Tag Archives: civics

USCIS Implements New Naturalization/Citizenship Test

Following about 2 years of testing, USCIS has revised and implemented a new Test, as part of the Naturalization process.

The revised test, with an emphasis on the fundamental concepts of American democracy and the rights and responsibilities of citizenship, will help encourage citizenship applicants to learn and identify with the basic values we all share as Americans.

According to USCIS, the redesign process was to ensure that naturalization applicants have uniform, consistent testing experiences nationwide, and that the civics test can effectively assess whether applicants have a meaningful understanding of U.S. government and history. Following a basic U.S. history and civics curriculum, the new test now serves as an important instrument to encourage civic learning and patriotism among prospective citizens.

Which Test Do I Take?

An applicant who:

* Files the Application for Naturalization, Form N-400, BEFORE October 1, 2008, and is scheduled for his or her naturalization interview ON or AFTER October 1, 2008 up until October 1, 2009, can choose to take the old test or the new test.
* Files the Application for Naturalization, Form N-400, ON or AFTER October 1, 2008, will take the new test.
* Is scheduled for his or her naturalization interview ON or AFTER October 1, 2009, regardless of when he or she filed the Application for Naturalization, Form N-400, will take the new test.

USCIS considers an application properly “filed” when Form N-400, is received by the appropriate USCIS location with signature, correct fee, and the form is completed according to instructions.

Note: If an applicant fails the English and/or civics test during the first examination, the applicant will be required to take the same version of the test, old or new, when the applicant is retested, even if the retest is scheduled on or after October 1, 2009.

The relevant study materials, etc. can be obtained from the USCIS website directly.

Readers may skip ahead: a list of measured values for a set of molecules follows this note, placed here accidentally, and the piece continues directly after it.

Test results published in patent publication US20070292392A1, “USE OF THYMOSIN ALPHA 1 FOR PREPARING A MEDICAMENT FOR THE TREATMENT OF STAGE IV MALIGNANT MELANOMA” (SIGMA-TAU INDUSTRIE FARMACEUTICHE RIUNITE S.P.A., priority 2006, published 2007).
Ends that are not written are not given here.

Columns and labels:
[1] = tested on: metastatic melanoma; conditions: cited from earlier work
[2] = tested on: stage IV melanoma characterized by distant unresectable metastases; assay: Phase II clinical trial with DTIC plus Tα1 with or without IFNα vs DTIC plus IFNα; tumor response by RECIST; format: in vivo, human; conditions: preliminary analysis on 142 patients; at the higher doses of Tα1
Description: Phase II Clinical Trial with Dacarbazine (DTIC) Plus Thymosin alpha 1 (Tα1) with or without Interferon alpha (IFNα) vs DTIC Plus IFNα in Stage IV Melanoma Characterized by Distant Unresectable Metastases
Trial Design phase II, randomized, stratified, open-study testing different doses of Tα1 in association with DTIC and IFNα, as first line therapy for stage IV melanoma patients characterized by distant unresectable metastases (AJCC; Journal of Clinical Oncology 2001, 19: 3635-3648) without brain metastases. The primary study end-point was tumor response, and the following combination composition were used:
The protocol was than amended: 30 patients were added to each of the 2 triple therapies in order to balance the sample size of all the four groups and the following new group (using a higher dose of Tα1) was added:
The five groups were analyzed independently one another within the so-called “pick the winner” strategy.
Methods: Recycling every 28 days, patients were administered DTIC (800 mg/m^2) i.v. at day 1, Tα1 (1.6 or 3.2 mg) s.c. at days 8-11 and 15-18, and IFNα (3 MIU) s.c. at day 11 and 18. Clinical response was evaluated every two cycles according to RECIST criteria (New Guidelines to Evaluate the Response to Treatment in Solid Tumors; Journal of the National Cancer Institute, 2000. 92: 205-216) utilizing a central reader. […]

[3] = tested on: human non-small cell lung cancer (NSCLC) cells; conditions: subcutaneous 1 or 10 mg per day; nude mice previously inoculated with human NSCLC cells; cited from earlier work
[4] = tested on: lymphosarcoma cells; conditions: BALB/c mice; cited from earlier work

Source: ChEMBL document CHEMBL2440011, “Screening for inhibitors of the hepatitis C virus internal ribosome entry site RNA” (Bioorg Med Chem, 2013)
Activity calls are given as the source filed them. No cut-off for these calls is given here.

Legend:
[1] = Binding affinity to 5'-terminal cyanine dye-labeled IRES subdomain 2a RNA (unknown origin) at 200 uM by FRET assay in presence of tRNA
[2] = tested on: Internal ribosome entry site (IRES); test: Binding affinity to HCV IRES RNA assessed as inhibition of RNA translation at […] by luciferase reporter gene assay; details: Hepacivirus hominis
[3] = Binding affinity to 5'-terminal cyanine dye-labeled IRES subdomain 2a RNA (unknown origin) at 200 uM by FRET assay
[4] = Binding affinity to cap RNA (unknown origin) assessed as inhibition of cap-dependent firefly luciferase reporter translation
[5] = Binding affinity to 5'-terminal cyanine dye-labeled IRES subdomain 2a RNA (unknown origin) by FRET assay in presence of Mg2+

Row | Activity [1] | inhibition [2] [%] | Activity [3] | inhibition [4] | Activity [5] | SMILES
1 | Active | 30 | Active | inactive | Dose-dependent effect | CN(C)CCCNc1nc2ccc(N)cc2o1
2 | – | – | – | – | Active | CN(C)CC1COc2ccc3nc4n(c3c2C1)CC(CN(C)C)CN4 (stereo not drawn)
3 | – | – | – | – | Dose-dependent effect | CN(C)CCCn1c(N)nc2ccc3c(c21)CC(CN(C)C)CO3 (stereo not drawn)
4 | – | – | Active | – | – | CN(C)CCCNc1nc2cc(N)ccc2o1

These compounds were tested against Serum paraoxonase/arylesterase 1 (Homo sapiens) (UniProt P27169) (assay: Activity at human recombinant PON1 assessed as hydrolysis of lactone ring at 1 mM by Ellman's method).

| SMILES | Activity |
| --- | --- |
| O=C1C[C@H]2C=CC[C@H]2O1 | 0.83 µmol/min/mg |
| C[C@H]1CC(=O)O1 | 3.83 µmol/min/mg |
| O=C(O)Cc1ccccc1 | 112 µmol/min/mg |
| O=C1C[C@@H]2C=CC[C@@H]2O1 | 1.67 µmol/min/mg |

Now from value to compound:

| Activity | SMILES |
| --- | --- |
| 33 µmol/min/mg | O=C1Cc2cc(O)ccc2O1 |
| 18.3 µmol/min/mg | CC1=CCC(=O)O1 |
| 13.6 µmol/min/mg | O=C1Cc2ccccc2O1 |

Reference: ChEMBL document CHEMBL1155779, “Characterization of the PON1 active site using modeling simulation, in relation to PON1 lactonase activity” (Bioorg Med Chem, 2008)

USCIS to introduce new Naturalization Test

In the interest of creating a more standardized, fair, and meaningful citizenship process, USCIS recently completed a redesign of the naturalization test administered to prospective Americans. The revised 100 questions and answers emphasize the fundamental concepts of American democracy, focusing on the rights and responsibilities of citizenship and the basic values we share as
Americans.

The goal of the new naturalization test is to inspire immigrants to learn about the civic values of this great Nation so that after they take the Oath of Allegiance, they will be fully prepared to participate in the democratic process. With assistance and input from a variety of stakeholders and immigrants themselves, the new test is designed to be an effective tool to encourage civic learning and patriotism. By studying for the test, applicants will learn about our shared history and common civic values, but most importantly—learn to identify with them as their own.

Earlier this year, more than 6,000 citizenship applicants volunteered to take a pilot version of the test at 10 USCIS sites across the country during a four-month period. Volunteers who participated in this pilot test achieved a 92.4 percent overall pass rate on the first try. Following the pilot, USCIS refined the questions and answers, dropping several and adjusting others to increase clarity and the range of acceptable answers to questions.

With the new test, naturalization applicants will have uniform, consistent testing experiences nationwide, and USCIS can ensure that every applicant has a meaningful understanding of U.S. government and history. In conjunction with accompanying U.S. history and civics study materials, the redesigned test will serve as an important instrument to encourage civic learning and patriotism among prospective citizens.

Following the public introduction of the redesigned naturalization test on September 27, 2007, there will be one full year before naturalization applicants begin taking the revised test. This period will allow adult educators and immigrants working toward citizenship sufficient time to prepare for the redesigned test.